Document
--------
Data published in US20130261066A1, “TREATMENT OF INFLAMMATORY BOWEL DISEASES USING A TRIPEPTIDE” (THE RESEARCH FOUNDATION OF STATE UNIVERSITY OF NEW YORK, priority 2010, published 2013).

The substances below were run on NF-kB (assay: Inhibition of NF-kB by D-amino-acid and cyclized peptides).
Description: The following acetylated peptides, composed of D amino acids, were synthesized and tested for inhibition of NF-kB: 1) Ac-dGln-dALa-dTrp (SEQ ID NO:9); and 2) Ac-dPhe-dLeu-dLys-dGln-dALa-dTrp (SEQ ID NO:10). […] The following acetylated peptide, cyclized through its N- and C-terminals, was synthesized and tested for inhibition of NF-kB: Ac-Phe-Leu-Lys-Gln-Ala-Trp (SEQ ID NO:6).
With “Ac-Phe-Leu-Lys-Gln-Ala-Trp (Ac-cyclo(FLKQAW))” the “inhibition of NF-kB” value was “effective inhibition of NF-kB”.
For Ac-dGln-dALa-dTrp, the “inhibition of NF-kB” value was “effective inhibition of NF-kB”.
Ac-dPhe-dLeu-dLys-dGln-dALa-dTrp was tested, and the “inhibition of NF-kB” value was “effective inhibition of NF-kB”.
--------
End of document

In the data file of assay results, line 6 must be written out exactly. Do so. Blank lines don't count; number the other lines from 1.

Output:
Ac-dPhe-dLeu-dLys-dGln-dALa-dTrp was tested, and the “inhibition of NF-kB” value was “effective inhibition of NF-kB”.